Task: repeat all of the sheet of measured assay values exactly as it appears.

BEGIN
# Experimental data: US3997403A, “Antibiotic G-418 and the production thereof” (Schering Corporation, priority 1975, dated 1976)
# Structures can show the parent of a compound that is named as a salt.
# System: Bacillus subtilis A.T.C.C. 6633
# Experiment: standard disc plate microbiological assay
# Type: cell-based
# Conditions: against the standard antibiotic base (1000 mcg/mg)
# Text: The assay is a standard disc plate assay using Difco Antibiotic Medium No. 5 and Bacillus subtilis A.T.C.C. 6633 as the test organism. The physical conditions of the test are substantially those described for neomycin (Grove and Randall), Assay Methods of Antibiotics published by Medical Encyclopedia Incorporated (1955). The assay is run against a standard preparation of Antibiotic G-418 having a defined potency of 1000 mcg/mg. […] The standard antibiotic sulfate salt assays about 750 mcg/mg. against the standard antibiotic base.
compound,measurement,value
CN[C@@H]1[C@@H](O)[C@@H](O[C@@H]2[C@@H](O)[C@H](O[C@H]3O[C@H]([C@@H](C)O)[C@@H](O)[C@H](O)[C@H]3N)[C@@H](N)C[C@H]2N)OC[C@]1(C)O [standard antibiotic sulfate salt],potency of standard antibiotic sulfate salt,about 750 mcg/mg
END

# Experimental data: US3997403A, “Antibiotic G-418 and the production thereof” (Schering Corporation, priority 1975, dated 1976)
# Structures can show the parent of a compound that is named as a salt.
# System: Bacillus subtilis A.T.C.C. 6633
# Experiment: standard disc plate microbiological assay
# Type: cell-based
# Conditions: against the standard antibiotic base (1000 mcg/mg)
# Text: The assay is a standard disc plate assay using Difco Antibiotic Medium No. 5 and Bacillus subtilis A.T.C.C. 6633 as the test organism. The physical conditions of the test are substantially those described for neomycin (Grove and Randall), Assay Methods of Antibiotics published by Medical Encyclopedia Incorporated (1955). The assay is run against a standard preparation of Antibiotic G-418 having a defined potency of 1000 mcg/mg. […] The standard antibiotic sulfate salt assays about 750 mcg/mg. against the standard antibiotic base.
compound,measurement,value
CN[C@@H]1[C@@H](O)[C@@H](O[C@@H]2[C@@H](O)[C@H](O[C@H]3O[C@H]([C@@H](C)O)[C@@H](O)[C@H](O)[C@H]3N)[C@@H](N)C[C@H]2N)OC[C@]1(C)O [standard antibiotic sulfate salt],potency of standard antibiotic sulfate salt,about 750 mcg/mg